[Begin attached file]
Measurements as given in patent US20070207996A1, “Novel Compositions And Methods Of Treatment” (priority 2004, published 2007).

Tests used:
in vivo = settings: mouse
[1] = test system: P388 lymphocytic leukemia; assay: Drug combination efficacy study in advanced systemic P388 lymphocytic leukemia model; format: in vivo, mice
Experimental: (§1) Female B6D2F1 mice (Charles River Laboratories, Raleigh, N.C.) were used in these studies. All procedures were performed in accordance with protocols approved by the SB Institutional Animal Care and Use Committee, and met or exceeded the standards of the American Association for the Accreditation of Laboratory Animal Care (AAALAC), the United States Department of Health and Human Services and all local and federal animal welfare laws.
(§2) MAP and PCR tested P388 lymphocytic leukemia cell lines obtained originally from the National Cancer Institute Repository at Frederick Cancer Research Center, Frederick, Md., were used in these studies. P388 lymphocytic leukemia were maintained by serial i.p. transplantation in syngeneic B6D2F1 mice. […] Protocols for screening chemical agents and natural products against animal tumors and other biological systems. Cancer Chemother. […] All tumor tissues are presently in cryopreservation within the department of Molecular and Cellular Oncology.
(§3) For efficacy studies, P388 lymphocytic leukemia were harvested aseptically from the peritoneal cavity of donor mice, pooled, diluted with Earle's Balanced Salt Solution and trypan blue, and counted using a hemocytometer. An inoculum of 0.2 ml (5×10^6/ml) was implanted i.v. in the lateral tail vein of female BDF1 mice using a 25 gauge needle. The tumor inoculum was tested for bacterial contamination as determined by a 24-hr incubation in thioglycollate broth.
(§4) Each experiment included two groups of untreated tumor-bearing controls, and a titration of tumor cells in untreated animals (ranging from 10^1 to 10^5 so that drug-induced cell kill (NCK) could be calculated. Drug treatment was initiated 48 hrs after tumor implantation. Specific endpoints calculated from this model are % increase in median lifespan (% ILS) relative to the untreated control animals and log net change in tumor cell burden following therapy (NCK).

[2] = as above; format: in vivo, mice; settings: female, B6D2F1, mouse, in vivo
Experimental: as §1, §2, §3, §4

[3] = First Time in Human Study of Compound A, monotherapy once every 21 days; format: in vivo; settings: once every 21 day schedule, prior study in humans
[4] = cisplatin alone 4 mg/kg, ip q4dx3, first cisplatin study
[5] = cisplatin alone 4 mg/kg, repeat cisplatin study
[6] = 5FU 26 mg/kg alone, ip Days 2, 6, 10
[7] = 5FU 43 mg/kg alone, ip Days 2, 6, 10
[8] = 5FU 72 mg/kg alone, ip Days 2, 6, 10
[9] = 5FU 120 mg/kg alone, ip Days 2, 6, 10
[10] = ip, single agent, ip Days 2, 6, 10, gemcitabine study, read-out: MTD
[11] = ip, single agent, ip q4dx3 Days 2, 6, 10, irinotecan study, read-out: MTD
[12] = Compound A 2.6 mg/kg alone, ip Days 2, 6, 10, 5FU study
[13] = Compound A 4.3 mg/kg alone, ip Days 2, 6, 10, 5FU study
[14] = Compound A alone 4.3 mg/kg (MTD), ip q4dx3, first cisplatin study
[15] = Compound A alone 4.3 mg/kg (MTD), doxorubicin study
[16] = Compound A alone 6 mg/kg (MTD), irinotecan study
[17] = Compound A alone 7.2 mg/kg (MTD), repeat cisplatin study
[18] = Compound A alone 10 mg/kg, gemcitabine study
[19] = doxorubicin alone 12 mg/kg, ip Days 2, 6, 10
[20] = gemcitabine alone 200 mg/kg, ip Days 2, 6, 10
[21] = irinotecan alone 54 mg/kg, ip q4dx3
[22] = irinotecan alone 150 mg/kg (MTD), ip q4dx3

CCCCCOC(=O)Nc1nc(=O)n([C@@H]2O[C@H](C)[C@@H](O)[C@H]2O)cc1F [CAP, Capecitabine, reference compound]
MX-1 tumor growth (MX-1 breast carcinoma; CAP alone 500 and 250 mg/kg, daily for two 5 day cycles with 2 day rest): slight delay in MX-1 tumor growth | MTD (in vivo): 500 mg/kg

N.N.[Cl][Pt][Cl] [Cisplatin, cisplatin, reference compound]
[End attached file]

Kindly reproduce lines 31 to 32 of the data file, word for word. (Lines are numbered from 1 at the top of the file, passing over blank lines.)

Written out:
CCCCCOC(=O)Nc1nc(=O)n([C@@H]2O[C@H](C)[C@@H](O)[C@H]2O)cc1F [CAP, Capecitabine, reference compound]
MX-1 tumor growth (MX-1 breast carcinoma; CAP alone 500 and 250 mg/kg, daily for two 5 day cycles with 2 day rest): slight delay in MX-1 tumor growth | MTD (in vivo): 500 mg/kg